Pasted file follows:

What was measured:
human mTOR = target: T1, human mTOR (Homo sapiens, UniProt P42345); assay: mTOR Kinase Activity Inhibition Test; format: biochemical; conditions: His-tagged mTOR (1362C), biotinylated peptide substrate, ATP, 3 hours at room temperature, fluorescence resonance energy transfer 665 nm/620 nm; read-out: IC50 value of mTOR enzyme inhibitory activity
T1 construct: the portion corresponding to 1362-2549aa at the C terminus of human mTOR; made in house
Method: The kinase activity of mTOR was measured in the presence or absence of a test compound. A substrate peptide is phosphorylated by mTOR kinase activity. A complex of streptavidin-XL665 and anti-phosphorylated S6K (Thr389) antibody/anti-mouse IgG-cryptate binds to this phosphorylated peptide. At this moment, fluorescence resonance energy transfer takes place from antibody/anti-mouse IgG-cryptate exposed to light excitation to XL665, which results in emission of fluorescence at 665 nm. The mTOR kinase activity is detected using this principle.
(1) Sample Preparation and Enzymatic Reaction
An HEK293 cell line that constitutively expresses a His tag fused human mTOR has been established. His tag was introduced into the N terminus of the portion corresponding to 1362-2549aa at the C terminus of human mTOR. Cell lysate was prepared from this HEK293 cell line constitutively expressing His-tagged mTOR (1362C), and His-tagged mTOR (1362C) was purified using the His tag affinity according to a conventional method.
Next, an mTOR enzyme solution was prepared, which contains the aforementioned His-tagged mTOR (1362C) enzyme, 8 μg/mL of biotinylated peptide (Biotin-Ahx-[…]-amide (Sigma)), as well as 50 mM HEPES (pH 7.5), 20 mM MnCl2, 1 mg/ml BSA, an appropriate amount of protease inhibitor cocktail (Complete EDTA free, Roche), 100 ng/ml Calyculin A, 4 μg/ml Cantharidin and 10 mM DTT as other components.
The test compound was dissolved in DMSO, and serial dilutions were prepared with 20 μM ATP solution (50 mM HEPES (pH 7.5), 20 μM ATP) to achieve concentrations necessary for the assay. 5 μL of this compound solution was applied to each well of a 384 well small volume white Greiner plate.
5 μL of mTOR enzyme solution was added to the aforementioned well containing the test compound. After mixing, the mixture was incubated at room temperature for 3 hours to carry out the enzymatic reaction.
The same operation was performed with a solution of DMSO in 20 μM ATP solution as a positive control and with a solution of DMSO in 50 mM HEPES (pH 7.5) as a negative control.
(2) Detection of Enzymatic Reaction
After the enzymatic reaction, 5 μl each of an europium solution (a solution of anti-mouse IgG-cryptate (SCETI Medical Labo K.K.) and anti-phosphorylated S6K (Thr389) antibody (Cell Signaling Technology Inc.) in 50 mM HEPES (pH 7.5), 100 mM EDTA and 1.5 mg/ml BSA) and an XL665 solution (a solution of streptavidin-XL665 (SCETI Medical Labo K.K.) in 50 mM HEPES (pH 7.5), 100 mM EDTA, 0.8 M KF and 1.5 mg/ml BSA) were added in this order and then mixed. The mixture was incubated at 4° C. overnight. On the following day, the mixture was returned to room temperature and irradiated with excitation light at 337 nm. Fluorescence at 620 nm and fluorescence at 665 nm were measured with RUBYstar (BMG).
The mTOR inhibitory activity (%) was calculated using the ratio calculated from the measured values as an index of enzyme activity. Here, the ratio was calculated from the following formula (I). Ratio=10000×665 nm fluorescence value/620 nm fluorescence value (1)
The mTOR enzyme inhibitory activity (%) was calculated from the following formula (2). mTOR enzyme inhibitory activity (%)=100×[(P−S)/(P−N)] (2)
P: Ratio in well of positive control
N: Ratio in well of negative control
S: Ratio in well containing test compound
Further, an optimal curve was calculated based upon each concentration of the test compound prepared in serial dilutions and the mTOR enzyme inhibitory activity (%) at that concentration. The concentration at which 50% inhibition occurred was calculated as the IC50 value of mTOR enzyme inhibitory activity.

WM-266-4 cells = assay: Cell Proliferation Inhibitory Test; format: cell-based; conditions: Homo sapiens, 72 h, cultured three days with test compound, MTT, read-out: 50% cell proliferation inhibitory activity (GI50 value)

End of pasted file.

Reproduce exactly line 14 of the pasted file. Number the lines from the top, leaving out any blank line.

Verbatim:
The mTOR enzyme inhibitory activity (%) was calculated from the following formula (2). mTOR enzyme inhibitory activity (%)=100×[(P−S)/(P−N)] (2)